Great Falls Forum: 175 years of recorded history through journalism

LEWISTON — In 1965, the same year a wrecking ball tore down the historic DeWitt Building at the corner of Park and Pine streets, which once housed famed gunslinger “Wild Bill” Hickok, Lewiston drew worldwide attention for a one-minute fight between Mohamed Ali and Sonny Liston.

The Ali-Liston fight will live on as a defining moment in sports history, covered by journalists around the world, but it was also covered for weeks by local reporters before and after the fight.

It was among several notable events in local history that have been closely watched and written about in the pages of the Sun Journal and its predecessors over the past 175 years, which have been the subject of a Great Falls Forum Thursday.

With the help of David Chittim, director of the Androscoggin Historical Society, Sun Journal staffers Steve Collins and Judy Meyer discussed the role the daily has played in the history of Androscoggin County. Saturday marks the 175th anniversary of the first edition of the Lewiston Falls Journal, published May 21, 1847.

As part of the celebration, The Sun Journal will resurrect notable media coverage over the years for this Saturday’s edition, including original coverage of the Ali-Liston fight.

In this file photo from May 25, 1965, heavyweight champion Muhammad Ali is restrained by referee Joe Walcott, left, after Ali knocked out challenger Sonny Liston in the first round of their title fight at Lewiston, Maine. The fight produced one of the weirdest finishes in boxing history as well as one of the sport’s most iconic moments. (AP Photo/File)

During Thursday’s discussion, Collins said the fight, which took place in the building that is now the Lewiston Coliseum, was a title rematch that came to Maine due to fears of violence against Ali. While many people were still finding their seats, the Sun Journal said “Ali winged Sonny” with what was called a “phantom punch” because it happened so quickly that many people have missed.

In the following days, the Journal’s sportswriter said the match would be debated for years due to his shortest heavyweight title fight record in history. The newspaper wondered if the fight was set up, Collins said. It has since become part of local lore and produced perhaps the most famous sports photo of all time.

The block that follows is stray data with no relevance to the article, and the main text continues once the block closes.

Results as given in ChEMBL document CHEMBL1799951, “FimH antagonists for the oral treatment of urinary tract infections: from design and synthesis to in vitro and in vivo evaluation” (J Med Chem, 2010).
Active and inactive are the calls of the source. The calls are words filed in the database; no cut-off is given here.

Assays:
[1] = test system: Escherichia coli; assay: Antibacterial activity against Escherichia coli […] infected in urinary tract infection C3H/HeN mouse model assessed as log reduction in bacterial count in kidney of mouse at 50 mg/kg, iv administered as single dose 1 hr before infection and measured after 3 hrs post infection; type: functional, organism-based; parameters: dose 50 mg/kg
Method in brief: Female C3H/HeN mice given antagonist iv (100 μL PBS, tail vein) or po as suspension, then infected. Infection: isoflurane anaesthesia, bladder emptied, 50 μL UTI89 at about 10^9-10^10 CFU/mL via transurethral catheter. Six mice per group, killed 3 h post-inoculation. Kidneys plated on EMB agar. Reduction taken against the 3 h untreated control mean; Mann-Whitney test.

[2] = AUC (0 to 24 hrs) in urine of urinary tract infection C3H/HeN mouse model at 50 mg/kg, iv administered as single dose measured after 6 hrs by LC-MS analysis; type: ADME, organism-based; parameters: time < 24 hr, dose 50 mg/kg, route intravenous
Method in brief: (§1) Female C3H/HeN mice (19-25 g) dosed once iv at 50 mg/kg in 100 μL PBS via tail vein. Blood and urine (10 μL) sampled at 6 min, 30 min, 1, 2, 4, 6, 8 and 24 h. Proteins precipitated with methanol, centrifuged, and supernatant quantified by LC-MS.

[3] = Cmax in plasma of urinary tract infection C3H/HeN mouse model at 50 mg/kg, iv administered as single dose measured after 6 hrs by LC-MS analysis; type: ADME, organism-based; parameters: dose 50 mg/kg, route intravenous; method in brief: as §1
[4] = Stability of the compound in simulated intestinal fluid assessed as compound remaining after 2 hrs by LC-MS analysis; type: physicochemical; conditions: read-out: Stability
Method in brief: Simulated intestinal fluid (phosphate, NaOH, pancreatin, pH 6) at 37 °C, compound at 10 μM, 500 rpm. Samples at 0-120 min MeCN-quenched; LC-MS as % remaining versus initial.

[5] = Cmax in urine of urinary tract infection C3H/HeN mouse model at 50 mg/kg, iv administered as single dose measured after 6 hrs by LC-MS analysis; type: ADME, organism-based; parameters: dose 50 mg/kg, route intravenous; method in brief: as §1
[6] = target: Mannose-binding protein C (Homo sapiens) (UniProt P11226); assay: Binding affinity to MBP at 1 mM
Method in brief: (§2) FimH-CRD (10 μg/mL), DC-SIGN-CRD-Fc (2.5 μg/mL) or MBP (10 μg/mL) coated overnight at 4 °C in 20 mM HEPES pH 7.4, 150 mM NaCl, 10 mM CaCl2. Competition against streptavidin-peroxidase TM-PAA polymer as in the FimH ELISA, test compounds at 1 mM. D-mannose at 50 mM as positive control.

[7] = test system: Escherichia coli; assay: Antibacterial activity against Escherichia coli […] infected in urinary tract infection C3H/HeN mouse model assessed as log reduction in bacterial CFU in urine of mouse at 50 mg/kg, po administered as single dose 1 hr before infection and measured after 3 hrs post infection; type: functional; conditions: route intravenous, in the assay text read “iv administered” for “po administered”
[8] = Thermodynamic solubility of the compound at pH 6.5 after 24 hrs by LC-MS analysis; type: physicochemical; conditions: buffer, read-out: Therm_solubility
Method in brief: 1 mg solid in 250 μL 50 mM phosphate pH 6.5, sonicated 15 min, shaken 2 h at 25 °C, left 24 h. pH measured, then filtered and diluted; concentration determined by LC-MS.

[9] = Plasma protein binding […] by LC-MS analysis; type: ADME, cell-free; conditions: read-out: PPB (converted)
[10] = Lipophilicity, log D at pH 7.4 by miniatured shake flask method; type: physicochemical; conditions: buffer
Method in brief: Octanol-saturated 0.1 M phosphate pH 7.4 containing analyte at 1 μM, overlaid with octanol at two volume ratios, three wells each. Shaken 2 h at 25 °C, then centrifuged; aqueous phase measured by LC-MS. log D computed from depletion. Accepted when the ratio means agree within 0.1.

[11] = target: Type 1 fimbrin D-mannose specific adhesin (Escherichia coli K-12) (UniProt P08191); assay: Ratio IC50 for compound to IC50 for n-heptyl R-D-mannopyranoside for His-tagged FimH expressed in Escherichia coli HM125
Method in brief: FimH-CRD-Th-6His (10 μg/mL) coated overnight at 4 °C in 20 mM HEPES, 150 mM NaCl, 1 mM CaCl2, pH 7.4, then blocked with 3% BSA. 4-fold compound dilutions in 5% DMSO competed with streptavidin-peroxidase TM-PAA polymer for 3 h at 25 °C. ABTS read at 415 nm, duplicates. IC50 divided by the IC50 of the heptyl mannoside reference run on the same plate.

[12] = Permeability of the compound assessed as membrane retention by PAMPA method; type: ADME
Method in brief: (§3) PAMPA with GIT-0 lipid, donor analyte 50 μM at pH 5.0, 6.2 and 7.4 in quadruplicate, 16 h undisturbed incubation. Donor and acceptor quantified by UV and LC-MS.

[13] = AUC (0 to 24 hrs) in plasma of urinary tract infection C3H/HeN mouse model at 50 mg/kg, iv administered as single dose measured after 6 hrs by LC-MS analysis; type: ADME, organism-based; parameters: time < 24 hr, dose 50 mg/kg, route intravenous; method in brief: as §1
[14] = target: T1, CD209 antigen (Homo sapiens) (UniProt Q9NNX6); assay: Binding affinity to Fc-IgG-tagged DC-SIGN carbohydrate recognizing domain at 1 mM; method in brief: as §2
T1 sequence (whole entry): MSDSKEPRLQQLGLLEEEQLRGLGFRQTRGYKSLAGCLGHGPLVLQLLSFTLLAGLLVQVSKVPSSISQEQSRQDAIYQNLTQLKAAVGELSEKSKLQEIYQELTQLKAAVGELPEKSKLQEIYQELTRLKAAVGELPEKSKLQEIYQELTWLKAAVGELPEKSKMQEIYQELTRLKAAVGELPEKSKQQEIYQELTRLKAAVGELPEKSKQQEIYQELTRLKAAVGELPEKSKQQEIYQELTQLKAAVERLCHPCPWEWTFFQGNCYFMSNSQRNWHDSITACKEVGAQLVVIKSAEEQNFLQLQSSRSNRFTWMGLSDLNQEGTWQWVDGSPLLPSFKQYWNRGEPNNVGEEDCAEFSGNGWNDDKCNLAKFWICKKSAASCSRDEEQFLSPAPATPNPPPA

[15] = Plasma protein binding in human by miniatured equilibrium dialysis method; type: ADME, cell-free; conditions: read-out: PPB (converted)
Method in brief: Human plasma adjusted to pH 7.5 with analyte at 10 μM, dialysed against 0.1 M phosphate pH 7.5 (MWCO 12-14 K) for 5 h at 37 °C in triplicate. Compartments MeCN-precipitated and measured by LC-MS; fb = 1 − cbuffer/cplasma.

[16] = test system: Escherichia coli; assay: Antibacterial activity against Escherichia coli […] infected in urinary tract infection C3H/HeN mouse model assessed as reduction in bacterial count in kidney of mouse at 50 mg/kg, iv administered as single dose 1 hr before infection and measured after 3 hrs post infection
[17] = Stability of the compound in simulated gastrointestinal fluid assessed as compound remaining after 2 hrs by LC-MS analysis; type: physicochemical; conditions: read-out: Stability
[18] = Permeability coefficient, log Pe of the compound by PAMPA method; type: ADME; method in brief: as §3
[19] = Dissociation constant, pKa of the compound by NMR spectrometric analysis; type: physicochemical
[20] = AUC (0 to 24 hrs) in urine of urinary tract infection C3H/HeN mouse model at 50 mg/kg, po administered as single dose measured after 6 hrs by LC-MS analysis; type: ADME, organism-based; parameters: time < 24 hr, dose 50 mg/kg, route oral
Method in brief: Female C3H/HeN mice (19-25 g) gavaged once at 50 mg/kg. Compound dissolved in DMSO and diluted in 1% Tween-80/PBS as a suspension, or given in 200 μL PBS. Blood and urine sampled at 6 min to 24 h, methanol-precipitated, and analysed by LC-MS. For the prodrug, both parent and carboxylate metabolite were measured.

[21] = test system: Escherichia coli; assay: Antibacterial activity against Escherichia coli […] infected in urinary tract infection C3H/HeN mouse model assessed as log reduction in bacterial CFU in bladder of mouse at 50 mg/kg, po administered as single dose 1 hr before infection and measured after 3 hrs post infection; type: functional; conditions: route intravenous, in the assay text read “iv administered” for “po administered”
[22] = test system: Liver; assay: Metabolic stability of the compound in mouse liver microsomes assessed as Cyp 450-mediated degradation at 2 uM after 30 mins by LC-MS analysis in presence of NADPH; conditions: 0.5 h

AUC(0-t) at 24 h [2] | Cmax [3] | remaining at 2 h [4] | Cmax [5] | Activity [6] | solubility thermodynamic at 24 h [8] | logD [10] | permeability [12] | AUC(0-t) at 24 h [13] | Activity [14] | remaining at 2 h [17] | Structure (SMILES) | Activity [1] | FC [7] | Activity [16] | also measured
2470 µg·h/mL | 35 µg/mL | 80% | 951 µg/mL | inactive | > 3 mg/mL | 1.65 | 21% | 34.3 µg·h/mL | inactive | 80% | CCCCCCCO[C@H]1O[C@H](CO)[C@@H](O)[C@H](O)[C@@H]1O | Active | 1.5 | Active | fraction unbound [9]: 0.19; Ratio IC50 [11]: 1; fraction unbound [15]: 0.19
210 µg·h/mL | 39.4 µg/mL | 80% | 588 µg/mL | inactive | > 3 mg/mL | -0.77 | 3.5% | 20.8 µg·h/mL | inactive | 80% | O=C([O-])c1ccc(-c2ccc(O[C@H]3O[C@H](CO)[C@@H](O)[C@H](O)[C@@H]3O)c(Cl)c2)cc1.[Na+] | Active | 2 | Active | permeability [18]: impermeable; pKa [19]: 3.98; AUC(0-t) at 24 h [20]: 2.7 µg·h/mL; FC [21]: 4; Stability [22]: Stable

Chittim shared another piece of local history regarding Ali that happened years later: a letter Ali wrote to the ‘many in a coalition’ in response to competing protests over immigration fears . The letter is on display at the Androscoggin Historical Society.

It came in response to a 2002 letter to the Somali community from then-mayor Larry Raymond. It appeared in the Sun Journal as ‘Maxed-Out’ and contained a plea for ‘a little respite’ for the city. He called on Somalis to stop coming to Lewiston, saying the town had been “overwhelmed” and that more immigrants would lead to “negative outcomes for all”.

The letter eventually caught the attention of white supremacists and led to competing protests – although Chittim said it wasn’t really a competition. He said 36 people attended the anti-immigration rally and 4,200 people rallied in support of the Somali community at Bates College, calling it a “very strong statement about how we feel in Lewiston”.

Collins said the moment and Sun Journal coverage “captured the community’s fears and showed their hopes.”

Chittim also touched on a lesser-known story that captured newspaper attention, including an infamous 1879 election involving Lewiston native Alonzo Garcelon. The incumbent governor came third in the election, and when no one got the required majority, he resorted to unseemly tactics like purging Republican votes, including that of Nelson Dingley, then owner of the Lewiston newspaper. .

Chittim called it “a black stain on Maine history” and a confusing chapter in the history of Garcelon, who was otherwise lauded for his public service.

Other elements of history mentioned are the Lewiston Town Hall fire of 1890. Chittim said the cause was believed to be straw and trash that had accumulated in an elevator during a poultry show organized in the building. There was also a dog show at the same time. He said the dogs were saved, but not the poultry. At the time, the building also served as a municipal library and only 300 books out of thousands were saved. The current town hall was built on the same site.

“Today’s news is tomorrow’s story,” Chittim said.

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